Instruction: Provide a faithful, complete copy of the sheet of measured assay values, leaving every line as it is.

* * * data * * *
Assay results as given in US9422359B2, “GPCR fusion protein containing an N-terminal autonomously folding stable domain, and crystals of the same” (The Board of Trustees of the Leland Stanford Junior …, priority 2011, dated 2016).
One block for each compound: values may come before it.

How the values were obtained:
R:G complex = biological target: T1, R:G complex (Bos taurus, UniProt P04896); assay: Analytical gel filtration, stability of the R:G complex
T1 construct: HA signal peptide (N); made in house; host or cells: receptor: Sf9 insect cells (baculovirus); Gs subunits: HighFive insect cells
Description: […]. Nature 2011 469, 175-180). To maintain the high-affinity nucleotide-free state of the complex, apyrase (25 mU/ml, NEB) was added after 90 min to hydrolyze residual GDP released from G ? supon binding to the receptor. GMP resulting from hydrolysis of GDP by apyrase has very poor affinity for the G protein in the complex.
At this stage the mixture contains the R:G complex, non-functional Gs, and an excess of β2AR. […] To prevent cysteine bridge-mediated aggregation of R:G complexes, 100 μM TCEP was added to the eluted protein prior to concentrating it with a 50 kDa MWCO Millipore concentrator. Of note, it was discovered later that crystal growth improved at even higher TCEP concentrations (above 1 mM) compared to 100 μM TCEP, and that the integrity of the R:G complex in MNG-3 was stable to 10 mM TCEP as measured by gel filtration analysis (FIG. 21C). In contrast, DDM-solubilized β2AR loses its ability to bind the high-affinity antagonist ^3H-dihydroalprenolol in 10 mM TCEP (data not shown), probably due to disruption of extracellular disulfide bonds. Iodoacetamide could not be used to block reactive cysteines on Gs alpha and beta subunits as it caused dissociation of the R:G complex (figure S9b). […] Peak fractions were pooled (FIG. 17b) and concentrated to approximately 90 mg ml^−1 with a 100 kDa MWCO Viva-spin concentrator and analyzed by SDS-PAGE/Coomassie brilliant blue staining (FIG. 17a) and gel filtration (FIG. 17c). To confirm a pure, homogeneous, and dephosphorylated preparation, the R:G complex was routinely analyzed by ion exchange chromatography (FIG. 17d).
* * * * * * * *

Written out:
Assay results as given in US9422359B2, “GPCR fusion protein containing an N-terminal autonomously folding stable domain, and crystals of the same” (The Board of Trustees of the Leland Stanford Junior …, priority 2011, dated 2016).
One block for each compound: values may come before it.

How the values were obtained:
R:G complex = biological target: T1, R:G complex (Bos taurus, UniProt P04896); assay: Analytical gel filtration, stability of the R:G complex
T1 construct: HA signal peptide (N); made in house; host or cells: receptor: Sf9 insect cells (baculovirus); Gs subunits: HighFive insect cells
Description: […]. Nature 2011 469, 175-180). To maintain the high-affinity nucleotide-free state of the complex, apyrase (25 mU/ml, NEB) was added after 90 min to hydrolyze residual GDP released from G ? supon binding to the receptor. GMP resulting from hydrolysis of GDP by apyrase has very poor affinity for the G protein in the complex.
At this stage the mixture contains the R:G complex, non-functional Gs, and an excess of β2AR. […] To prevent cysteine bridge-mediated aggregation of R:G complexes, 100 μM TCEP was added to the eluted protein prior to concentrating it with a 50 kDa MWCO Millipore concentrator. Of note, it was discovered later that crystal growth improved at even higher TCEP concentrations (above 1 mM) compared to 100 μM TCEP, and that the integrity of the R:G complex in MNG-3 was stable to 10 mM TCEP as measured by gel filtration analysis (FIG. 21C). In contrast, DDM-solubilized β2AR loses its ability to bind the high-affinity antagonist ^3H-dihydroalprenolol in 10 mM TCEP (data not shown), probably due to disruption of extracellular disulfide bonds. Iodoacetamide could not be used to block reactive cysteines on Gs alpha and beta subunits as it caused dissociation of the R:G complex (figure S9b). […] Peak fractions were pooled (FIG. 17b) and concentrated to approximately 90 mg ml^−1 with a 100 kDa MWCO Viva-spin concentrator and analyzed by SDS-PAGE/Coomassie brilliant blue staining (FIG. 17a) and gel filtration (FIG. 17c). To confirm a pure, homogeneous, and dephosphorylated preparation, the R:G complex was routinely analyzed by ion exchange chromatography (FIG. 17d).